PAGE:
The Mount Etna volcano began erupting again on the island of Sicily, sending ash miles into the sky.
GS I: Geography
Dimensions of the Article:
- Mount Etna
- Why do volcanoes erupt?
- Location: Active stratovolcano situated on the east coast of Sicily, Italy.
- Activity Status: Europe’s most active volcano and one of the largest globally.
- Historical Activity: Recorded volcanic activity dating back to 1500 B.C.
- Eruption Frequency: Erupted more than 200 times since its recorded history.
- Displays various eruption styles, including violent explosions and extensive lava flows.
Comparison with Other Volcanoes
Duration of Activity:
- While Mount Etna is highly active, some volcanoes have longer eruption periods.
- Kilauea volcano in Hawaii had a continuous eruption from 1983 to 2018, resuming in 2021 and still ongoing.
- Dukono in Indonesia has been erupting since August 1933.
- Santa Maria in Guatemala has been erupting since June 1922.
- Yasur in Vanuatu started erupting around 1270 (± 110 years) and is still active as of June 2023.
Why do volcanoes erupt?
- The deeper one goes under the surface of the Earth towards its core, the hotter it gets.
- The geothermal gradient, the amount that the Earth’s temperature increases with depth, indicates heat ﬂowing from the Earth’s warm interior to its surface.
- At a certain depth, the heat is such that it melts rocks and creates what geologists call ‘magma’.
- Magma is lighter than solid rock and hence it rises, collecting in magma chambers.
- Chambers which have the potential to cause volcanic eruptions are found at a relatively shallow depth, between six to ten km under the surface.
- As magma builds up in these chambers, it forces its way up through cracks and fissures in Earth’s crust.
- This is what we call a volcanic eruption. The magma that surfaces on the Earth’s crust is referred to as lava.
Some famous volcanoes
- Any volcano that has erupted within the Holocene period (in the last 11,650 years) is considered to be “active” by scientists.
- “Dormant” volcanoes are those active volcanoes which are not in the process of erupting currently, but have the potential to do so in the future.
- Mauna Loa was a dormant volcano for the last 38 years.
- “Extinct” volcanoes are ones which scientists predict will never face any further volcanic activity.
- Ben Nevis, the tallest mountain in the UK, is an extinct volcano.
Here are some famous volcanoes in the world.
- One of the most catastrophic volcanic eruptions ever occurred in Krakatoa in 1883 (VEI 6). The volcano released huge plumes of steam and ash.
- The explosions were so brutal, they were heard 3,100km away in Perth, Western Australia. According to the Dutch colonial authorities, Krakatoa’s eruption and the consequent tsunamis caused 36,417 deaths, though modern estimates peg the number to be much higher.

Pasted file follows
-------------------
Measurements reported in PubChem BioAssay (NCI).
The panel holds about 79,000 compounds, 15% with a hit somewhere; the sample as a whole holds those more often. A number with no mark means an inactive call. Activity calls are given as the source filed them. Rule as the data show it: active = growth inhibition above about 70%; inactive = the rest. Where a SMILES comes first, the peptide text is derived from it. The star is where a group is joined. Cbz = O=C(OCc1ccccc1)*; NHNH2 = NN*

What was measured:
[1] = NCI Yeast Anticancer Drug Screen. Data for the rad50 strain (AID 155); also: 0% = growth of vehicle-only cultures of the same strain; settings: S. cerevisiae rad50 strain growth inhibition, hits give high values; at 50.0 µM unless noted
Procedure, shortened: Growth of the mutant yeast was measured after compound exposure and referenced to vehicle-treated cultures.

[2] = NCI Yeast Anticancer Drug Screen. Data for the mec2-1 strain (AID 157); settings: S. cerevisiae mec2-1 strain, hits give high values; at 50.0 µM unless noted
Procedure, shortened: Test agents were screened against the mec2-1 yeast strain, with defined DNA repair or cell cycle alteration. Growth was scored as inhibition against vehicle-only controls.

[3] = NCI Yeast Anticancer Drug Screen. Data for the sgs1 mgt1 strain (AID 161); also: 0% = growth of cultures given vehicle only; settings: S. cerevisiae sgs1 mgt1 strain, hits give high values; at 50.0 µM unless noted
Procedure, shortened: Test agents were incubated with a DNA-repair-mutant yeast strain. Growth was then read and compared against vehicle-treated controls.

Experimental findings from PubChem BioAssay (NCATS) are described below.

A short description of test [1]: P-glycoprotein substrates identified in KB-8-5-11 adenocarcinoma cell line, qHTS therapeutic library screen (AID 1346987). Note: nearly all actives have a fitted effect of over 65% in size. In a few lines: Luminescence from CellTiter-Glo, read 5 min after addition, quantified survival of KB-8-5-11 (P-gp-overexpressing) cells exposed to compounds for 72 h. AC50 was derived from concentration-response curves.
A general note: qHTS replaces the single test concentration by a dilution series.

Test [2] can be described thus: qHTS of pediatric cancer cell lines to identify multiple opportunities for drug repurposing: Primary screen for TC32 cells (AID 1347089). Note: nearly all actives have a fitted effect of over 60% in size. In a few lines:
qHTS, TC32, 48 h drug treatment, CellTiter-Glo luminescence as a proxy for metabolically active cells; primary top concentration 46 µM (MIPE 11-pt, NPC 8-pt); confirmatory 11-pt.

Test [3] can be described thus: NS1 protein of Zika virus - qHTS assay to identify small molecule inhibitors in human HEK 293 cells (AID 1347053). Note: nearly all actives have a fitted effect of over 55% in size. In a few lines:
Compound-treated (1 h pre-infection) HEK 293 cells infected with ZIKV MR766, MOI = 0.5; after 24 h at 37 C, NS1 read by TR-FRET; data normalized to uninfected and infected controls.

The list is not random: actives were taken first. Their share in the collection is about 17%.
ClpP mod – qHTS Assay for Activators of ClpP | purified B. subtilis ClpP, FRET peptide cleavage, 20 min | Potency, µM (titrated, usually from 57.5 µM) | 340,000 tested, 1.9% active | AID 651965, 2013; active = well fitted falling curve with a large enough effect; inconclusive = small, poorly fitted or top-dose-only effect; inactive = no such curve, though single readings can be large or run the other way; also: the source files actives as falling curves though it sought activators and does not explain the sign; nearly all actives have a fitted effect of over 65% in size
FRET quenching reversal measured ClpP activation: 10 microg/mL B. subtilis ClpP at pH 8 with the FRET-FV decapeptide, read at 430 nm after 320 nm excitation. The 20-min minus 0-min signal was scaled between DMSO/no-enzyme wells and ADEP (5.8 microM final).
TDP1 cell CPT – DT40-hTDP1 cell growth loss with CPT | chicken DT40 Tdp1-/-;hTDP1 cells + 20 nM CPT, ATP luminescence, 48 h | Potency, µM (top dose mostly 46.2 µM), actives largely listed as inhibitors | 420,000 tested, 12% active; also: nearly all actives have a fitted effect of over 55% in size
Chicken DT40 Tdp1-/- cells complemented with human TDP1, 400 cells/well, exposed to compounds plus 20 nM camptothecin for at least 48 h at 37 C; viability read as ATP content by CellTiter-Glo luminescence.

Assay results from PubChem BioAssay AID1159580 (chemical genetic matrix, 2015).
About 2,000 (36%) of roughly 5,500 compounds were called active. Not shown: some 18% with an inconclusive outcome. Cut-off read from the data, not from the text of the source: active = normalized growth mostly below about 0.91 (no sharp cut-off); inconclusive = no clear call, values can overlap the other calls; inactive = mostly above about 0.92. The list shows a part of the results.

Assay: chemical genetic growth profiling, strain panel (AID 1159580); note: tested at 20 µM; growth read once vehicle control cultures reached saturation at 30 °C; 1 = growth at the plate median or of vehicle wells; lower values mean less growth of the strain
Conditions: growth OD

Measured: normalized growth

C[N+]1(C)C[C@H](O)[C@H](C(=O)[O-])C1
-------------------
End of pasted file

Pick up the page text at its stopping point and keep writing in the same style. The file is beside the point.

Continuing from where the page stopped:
Mount Vesuvius, Italy
- In 79 CE, Mount Vesuvius erupted (VEI 5), in one of the deadliest eruptions in European history, killing as many as 16,000 and destroying the town of Pompeii.
- According to scientists, the explosion released 100,000 times the thermal energy that was released with the atomic bombings at Hiroshima and Nagasaki.
- It is said to have instantly boiled the blood of all those who were too close to it.
Mount Fuji, Japan
- A defining image of Japan, Mount Fuji towers over the countryside with its snow-capped peaks and barren surface.
- It last erupted in 1707-1708 (VEI 5) and had a devastating effect on the local population.
- The tephra release led to significant agricultural decline, leading to widespread starvation in the Edo (now Tokyo) area.
- Although this eruption itself did not directly kill a lot of people, its subsequent impact proved deadly.
- Sometimes referred to as E15, it is one of the many volcanic features of Iceland.
- In 2010, a relatively small eruption (VEI 4) managed to bring air traffic in Europe to a complete standstill.
- 20 countries closed their airspace, impacting approximately 10 million travellers.
- Adjacent to the Mauna Loa, this is one of the most active volcanoes on the planet. It has been erupting intermittently since recorded history, with its eruption lasting from 1983 to 2018 being the longest continuous eruption ever recorded.
- It is a major tourist attraction, with the earliest hotel built at the edge of the volcano in the 1840s.
Mount St Helens, USA
- Located in Washington State, Mount St. Helens was a major eruption that occurred on May 18, 1980 (VEI 5), and it remains the deadliest and most economically destructive volcanic event in U.S. history.
- It started after an earthquake hit the region, killing 57 and causing property damage over $1 billion.
- It remains an active volcano and one that is considered to be amongst the riskiest by scientists.
-Source: Indian Express